10 MARCH 1900, Page 2

The Germans are in some danger of beginning a bitter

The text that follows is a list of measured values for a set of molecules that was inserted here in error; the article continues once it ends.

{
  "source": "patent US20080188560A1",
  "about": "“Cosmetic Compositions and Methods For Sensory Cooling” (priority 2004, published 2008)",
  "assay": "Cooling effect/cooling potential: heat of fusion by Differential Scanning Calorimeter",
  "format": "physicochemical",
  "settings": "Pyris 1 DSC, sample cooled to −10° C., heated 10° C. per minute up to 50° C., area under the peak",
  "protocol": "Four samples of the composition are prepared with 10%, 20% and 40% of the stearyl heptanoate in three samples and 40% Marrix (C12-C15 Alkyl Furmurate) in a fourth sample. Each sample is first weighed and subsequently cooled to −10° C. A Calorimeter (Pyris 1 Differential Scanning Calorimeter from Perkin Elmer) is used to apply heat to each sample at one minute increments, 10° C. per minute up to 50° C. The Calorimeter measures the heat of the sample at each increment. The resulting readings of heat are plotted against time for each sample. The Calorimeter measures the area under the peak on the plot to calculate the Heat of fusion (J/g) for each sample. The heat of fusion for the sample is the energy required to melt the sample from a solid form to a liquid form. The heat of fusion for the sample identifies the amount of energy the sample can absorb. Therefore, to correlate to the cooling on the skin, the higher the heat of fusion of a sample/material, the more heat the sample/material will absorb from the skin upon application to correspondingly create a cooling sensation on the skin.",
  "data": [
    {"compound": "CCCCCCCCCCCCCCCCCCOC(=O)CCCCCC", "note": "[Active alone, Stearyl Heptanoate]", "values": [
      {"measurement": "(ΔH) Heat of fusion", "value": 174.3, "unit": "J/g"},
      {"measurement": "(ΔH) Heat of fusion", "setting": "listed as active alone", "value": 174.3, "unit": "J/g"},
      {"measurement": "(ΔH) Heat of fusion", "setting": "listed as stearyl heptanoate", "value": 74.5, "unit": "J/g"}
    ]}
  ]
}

quarrel with America. The Agrarian party, which has dis- liked the Navy Bill from the first, as a Bill essentially in the interest of commerce, are threatening to oppose it, and to conciliate them the Government offer protection against the importation of meat. They propose to forbid the importa- tion of all salted meat except hams, bacon, and tripe, and to surround the introduction of fresh meat with such restrictions as will involve practical prohibition. For example, the lungs, heart, and kidneys must not be removed from the car- cases, which will thus run an additional risk of be- coming tainted. The classes which consume meat are extremely indignant, but the Agrarians are immovable, and if the Government yield Washington threatens "a retaliatory tariff.' German merchants are desperately afraid of losing their American market, and may give up the Navy Bill rather than provoke a war of tariffs. The German Government, of course, have no wish to make meat dear, but the stock-raisers have, and between their obstinacy about profits and the Emperor's obstinacy about his Navy a very serious situation may be created. Nothing irritates Americans more than a tariff directed against them. They think them- selves at once cheated and insulted.